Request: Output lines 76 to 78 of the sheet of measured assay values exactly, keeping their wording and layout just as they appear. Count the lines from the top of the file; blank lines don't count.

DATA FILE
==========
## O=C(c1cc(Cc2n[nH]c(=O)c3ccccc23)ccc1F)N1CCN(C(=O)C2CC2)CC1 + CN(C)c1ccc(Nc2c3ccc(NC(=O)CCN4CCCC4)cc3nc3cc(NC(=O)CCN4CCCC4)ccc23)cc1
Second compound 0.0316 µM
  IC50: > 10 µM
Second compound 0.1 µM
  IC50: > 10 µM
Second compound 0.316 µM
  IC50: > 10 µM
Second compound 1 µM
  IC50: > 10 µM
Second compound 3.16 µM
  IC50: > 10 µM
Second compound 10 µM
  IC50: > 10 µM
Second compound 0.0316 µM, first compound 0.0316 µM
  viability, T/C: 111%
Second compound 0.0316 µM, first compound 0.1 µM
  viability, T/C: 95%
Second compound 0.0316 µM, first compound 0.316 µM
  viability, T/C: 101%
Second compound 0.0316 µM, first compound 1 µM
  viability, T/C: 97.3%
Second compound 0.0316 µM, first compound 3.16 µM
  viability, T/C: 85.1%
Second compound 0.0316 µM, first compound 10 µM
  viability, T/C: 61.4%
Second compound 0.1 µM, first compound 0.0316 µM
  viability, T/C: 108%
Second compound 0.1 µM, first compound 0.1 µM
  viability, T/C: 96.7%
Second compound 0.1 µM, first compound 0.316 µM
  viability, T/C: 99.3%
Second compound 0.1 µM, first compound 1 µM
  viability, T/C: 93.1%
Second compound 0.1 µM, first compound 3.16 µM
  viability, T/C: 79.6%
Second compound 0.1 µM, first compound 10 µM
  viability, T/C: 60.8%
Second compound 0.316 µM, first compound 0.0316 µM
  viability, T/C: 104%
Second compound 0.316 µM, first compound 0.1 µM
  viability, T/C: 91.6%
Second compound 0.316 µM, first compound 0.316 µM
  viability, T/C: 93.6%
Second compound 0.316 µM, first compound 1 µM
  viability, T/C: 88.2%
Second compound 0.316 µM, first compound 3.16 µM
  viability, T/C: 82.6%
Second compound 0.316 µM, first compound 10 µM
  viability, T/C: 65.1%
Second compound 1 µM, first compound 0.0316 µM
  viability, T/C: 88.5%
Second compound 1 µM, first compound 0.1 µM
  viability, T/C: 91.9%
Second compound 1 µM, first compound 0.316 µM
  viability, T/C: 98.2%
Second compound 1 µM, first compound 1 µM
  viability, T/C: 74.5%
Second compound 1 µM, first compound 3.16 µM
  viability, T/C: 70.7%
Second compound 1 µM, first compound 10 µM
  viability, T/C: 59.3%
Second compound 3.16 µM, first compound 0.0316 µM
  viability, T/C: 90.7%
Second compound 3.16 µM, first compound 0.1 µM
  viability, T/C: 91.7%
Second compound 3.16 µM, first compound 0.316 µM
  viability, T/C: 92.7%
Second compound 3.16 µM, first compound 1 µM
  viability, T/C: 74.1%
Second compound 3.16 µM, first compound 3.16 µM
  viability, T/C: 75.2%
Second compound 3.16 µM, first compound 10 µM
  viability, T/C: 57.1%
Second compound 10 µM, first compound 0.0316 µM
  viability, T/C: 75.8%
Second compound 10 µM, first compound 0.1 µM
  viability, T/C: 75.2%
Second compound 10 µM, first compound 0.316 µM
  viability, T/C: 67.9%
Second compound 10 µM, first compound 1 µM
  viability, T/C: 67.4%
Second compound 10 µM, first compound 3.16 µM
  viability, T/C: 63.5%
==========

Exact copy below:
Second compound 10 µM, first compound 0.1 µM
  viability, T/C: 75.2%
Second compound 10 µM, first compound 0.316 µM